If you just had some knowledge about the amount of money you owed and who you owed it to, you could have prevented this debt crisis. But now it is time to go into damage control mode and repair your credit. Follow this easy advice to get your credit back on track.
Getting home financing is no small feat, especially if your credit score is less than perfect. If possible, apply for an FHA loan; these loans are backed by the United States government. FHA loans are a good option regardless of your down payment amount or funds available for closing costs.
Credit score improvement requires that you begin paying your bills. Pay these bills on time, and make sure you pay the full amounts owed. You will notice how quickly your credit score increases when you start paying off those overdue bills.
Working closely with the credit card companies can ensure proper credit restoration. This prevents you from sinking further into debt or further damaging your credit score. It is perfectly appropriate to call and request an adjustment to your interest rate or to push back a payment date if needed.
Check any negative items on your reports carefully when you begin fixing your credit. Even if the negative credit item itself is not erroneous, if any of the data pertaining to it is, then you may be possible to have it removed from your credit report.
Get a written copy of any payment plan you negotiate with a creditor. Having the plan in writing will protect you if the creditor reneges on the plan or if your debt is transferred to another creditor. Once the debt is fully paid, you need to get a statement verifying this from the creditor and send it to each of the major credit bureaus.
Avoid filing for bankruptcy. This will reflect on your credit report for the next 10 years. It may seem like the right things to do, but your future will be affected. You may never get a line of credit for any purchases you might need to make if you go ahead, give up on repairing your credit and file for bankruptcy.
It is important for you to thoroughly look over your monthly credit card statements. It’s up to you to ensure that the charges on your bill are correct and that you haven’t been double charged, overcharged or charged for something you didn’t buy. It’s up to you to make sure that every item on your bill is correct and dispute those that are not.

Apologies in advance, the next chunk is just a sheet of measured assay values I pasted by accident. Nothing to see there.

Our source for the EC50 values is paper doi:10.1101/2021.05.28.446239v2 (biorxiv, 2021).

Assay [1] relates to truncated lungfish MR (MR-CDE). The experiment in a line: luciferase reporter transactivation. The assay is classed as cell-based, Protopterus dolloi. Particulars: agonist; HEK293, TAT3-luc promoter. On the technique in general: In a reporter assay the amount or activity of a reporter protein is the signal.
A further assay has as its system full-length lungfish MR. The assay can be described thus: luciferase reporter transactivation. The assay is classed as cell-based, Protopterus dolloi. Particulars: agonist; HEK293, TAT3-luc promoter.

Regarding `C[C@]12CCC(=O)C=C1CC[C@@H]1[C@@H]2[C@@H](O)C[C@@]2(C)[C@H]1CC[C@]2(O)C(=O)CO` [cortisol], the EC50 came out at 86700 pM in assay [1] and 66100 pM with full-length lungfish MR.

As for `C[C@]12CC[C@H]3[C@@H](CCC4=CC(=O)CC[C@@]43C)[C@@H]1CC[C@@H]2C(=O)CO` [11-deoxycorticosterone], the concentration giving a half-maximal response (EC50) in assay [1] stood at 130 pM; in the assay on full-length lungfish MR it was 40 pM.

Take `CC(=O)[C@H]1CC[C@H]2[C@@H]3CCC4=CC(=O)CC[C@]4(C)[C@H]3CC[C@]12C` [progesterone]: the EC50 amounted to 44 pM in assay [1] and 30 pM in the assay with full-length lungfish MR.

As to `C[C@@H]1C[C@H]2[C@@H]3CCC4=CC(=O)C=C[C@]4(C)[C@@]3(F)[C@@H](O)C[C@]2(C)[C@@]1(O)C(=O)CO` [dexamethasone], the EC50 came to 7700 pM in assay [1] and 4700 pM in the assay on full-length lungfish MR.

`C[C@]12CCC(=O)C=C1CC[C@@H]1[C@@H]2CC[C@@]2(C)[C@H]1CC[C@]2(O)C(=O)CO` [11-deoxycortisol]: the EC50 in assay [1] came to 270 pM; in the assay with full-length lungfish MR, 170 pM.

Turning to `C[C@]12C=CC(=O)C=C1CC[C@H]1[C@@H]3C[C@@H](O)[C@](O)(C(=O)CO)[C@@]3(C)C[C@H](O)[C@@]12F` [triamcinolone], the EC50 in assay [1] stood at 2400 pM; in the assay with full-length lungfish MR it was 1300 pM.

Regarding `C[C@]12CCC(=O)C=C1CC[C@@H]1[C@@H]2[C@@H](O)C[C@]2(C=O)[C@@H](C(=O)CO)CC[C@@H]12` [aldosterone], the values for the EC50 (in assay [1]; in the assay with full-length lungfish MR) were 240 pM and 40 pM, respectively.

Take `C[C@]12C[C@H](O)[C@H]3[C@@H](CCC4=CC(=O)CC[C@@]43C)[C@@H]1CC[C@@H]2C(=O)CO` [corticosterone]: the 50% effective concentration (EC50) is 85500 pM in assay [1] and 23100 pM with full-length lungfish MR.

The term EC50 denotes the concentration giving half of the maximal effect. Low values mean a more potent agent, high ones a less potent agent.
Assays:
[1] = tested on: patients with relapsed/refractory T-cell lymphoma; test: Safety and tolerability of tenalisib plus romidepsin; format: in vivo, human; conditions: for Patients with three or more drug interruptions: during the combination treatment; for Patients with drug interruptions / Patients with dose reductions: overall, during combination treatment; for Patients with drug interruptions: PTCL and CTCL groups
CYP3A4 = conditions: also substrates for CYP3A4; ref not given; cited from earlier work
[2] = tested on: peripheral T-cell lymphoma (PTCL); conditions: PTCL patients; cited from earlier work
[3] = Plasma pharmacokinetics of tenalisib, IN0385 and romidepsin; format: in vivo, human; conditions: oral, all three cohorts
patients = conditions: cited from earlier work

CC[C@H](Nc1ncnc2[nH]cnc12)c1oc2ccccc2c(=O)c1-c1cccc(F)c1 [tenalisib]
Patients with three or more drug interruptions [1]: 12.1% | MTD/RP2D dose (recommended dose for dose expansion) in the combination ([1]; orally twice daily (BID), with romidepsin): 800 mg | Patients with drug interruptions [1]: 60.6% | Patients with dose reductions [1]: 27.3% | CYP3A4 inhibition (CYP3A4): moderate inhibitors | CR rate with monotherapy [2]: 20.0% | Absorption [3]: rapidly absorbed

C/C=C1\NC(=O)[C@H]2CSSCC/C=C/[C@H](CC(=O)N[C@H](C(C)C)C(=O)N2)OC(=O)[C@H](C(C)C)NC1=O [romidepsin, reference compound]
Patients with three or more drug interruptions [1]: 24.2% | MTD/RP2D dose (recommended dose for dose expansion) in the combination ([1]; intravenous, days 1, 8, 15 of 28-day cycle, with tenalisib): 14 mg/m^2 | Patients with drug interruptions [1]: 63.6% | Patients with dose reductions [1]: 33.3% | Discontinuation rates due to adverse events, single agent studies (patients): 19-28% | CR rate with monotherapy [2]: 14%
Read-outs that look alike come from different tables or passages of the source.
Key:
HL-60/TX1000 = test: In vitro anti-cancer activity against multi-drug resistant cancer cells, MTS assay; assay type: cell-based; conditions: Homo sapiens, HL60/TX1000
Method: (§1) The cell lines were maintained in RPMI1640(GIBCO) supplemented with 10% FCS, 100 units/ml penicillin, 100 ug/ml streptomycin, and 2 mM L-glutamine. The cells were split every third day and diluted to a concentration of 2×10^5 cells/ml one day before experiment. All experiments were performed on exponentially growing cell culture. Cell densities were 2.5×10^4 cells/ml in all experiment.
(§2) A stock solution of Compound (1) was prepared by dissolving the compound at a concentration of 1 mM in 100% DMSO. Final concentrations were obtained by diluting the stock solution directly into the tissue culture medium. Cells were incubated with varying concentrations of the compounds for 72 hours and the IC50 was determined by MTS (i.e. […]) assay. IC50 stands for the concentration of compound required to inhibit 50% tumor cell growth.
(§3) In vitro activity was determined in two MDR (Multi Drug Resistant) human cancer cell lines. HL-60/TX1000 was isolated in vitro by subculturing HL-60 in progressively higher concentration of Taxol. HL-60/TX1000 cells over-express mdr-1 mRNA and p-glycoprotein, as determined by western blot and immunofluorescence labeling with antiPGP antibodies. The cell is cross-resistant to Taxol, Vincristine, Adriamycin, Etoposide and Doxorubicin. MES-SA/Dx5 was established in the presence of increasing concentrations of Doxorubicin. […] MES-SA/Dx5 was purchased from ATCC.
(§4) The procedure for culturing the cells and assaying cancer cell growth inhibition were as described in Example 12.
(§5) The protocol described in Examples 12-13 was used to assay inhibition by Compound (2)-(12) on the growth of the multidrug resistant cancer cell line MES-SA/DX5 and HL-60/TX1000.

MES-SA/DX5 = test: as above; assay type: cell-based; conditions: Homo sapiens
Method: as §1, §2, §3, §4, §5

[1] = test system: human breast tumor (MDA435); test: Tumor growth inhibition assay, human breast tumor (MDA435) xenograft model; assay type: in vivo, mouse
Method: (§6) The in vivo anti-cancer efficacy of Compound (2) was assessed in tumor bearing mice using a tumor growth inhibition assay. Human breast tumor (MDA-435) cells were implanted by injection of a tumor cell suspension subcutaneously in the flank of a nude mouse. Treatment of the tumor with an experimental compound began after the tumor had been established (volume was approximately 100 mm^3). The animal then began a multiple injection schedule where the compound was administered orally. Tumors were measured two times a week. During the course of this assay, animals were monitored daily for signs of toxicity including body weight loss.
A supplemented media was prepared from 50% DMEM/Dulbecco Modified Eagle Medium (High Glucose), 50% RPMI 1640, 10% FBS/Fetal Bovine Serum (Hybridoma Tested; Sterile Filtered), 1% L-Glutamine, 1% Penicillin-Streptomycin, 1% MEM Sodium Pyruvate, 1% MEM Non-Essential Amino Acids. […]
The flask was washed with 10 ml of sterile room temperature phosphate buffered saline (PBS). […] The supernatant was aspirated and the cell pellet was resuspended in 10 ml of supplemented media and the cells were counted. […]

Reducing the outstanding balances on some of your credit cards can improve your credit rating. You could increase your credit score just by paying down some balances. The FICO system notes when balances are at 100, 80, 60, 40 and 20 percent of your total credit available.
While it can be hard to just let the negative reports go, the statement will not be considered when lenders look at your credit history. It can actually backfire. It brings attention to a part of your report you would rather a lender not look at very closely.
Avoid using those credit cards. Use cash when you need to buy something. Any credit card purchases should be paid in full the same month of purchase. Do not carry a balance on your cards.
Don’t fall prey to law offices that promise you instant credit fixes. Because of the surge of credit issues out there, a lot of unscrupulous lawyers advertise that they can repair your credit for large fees. Investigate a lawyer before hiring them to help you in repairing your credit.
Unfortunately, sometimes you have more debts than you have money to pay them off. When you do have money to apply to your debt, spread it among all of the creditors so that each one gets a little. Paying each creditor something, even less than the minimum payment due, can usually appease your creditors enough that they will not turn your accounts over to collection agencies.
Fixing a bad financial situation requires common sense rather than monetary skills. If you follow some sound advice and use common sense, you can be on your way back to good credit.
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